For those of you who don't know what a 409a valuation is - when you issue options to employees, the board has to agree on a strike price for the options that are granted.  It's usually equal to the fair market value of your common stock.  Here's another definition.  Sure, they can look at comps and come up with the number themselves, but in my experience, it's much better to have a third party do this.    It makes the number non-negotiable, and well, it's CYA.

Normally, when you raise money you will get 900 emails from some of these firms offering to do your 409a valuation.  Ignore them all, and go to eShares.   They do the same thing as a service based on a monthly fee, and I think it's much cheaper in the long run than continuing to get this done.

They also do a number of other things, such as making sure your cap table is in order.  When you investors ask for your cap table, you just export and send.  Done.

You can also play with "what if" scenarios in your cap table as you are figuring out how to raise your next round.

Anyway, if you couldn't tell already - I'm a big fan of eShares being on the list of SaaS companies I use on a daily basis.  For a few hundy a month, it's totally worth your time as a startup CEO or COO.

Or you can just work with the other 95% of engineers where they are

I recently read Paul Graham's post on immigration and the need to import the best engineers into the states.   I think it's absolutely true that immigration reform needs to happen and I have experienced how messed up the visa process is for immigrants in tech startups, but I also think the workplace is changing in such a way where we can now work more globally as teams.

In fact, I'm living this right now as we are building Blinkfire Analytics.  As it stands, half of our team is in Chicago, and half of our team is in Valencia, Spain.   This is not an "outsourcing" relationship. We work as a team remotely using a combination of video technology (Google Hangouts) and live text/HTML messaging channels ( Slack).   These two enabling technologies, and primarily the former which is allowed because of the availability of high bandwidth, are game changers for remote teams.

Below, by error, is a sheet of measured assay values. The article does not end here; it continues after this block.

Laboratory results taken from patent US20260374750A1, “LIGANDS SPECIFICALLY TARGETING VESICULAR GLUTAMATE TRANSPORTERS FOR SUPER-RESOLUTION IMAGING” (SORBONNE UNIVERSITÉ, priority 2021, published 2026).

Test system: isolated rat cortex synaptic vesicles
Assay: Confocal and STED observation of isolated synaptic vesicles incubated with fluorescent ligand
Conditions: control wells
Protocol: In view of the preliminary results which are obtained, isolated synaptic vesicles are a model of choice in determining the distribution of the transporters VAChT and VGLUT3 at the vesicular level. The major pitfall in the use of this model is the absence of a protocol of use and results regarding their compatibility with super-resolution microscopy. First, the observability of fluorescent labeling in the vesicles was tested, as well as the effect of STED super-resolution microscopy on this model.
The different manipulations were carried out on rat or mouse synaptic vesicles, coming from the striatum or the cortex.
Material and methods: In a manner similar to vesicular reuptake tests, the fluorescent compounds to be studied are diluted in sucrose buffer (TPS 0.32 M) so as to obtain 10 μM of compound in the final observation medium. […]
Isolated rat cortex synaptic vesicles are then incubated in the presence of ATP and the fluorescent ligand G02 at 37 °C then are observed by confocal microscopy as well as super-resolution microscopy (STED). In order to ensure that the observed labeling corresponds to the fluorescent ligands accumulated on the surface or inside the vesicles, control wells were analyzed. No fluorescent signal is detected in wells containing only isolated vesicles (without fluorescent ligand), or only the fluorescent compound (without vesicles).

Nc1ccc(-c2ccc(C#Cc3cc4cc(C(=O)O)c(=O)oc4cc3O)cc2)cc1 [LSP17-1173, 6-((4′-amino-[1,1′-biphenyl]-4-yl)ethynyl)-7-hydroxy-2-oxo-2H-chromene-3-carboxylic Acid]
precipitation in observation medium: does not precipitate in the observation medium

There are a a number of things I have put in place to make this work:

1) No audio calls

To me, video conferencing is infinitely better than audio on the phone, almost to the point where I shun a regular phone meeting these days.   If someone suggests a phone call to me while they are driving in a car, I immediately ask to reschedule as I find these calls to be useless 95% of the time, especially if it is a conference call with multiple parties.  So I insist on video meetings that are remote.

2) You still need in-person visits

As good as video is these days, it's not a replacement for in-person meetings.   So we still have built into our plan travel back and forth between locations.  What is true, is that video conferencing is much easier once you have met someone face to face.   I learned this working at Google where we often had to work across locations.  I was much more successful visiting remote offices and meeting people face to face, and then flying back and working remotely.

3) Only keep people who can work in this environment

Some employees can work this way, some can't.  Do your best to find people who can work with others remotely.  They are usually driven, motivated, and will get on the plane to do #2.   It's all about communication.   If you choose to work in a distributed fashion and an employee can only work with people who are sitting next to them, or they lose focus when not with others, let that person go and move on.

This is generally working well, and it's been a great way to attract really talented engineers that would be much harder to find in Chicago, or anywhere else for that matter.

Working globally in a distributed environment is not seamless, however.  Even if engineering talent is quite a bit cheaper outside the US, there's definitely some overhead in having multiple locations, and international ones at that.  For instance, you have to pay two sets of lawyers, accountains, payroll systems, and there's always this nagging set of tax consequences you never feel good about.

Nevertheless, it seems to be a better alternative to me than fighing with the US Government on getting talented engineers visas, green cards, or citizenship.  We now live in a global economy.  Deal with it.

Sunday, September 21, 2014

How Apple can turn the U2 fiasco into a business model

I've been somewhat fascinated by watching the whole Apple / U2 fiasco over the last few weeks.  In case you missed it, as part of the iPhone 6 announcement, Apple worked a deal with U2 to give every iTunes user a free copy of U2's new album, Songs of Innocence,  by automatically placing it in the user's iTunes library and allowing them to download it for free before a certain date.

Now, I've been a U2 fan ever since the mid eighties, so I was quite grateful to Apple and U2 for doing this, but many people were not.  I get this.   If they put a Jay-Z album in my account, I probably wouldn't want it either, and would probably find a way to delete it.  It would probably annoy me.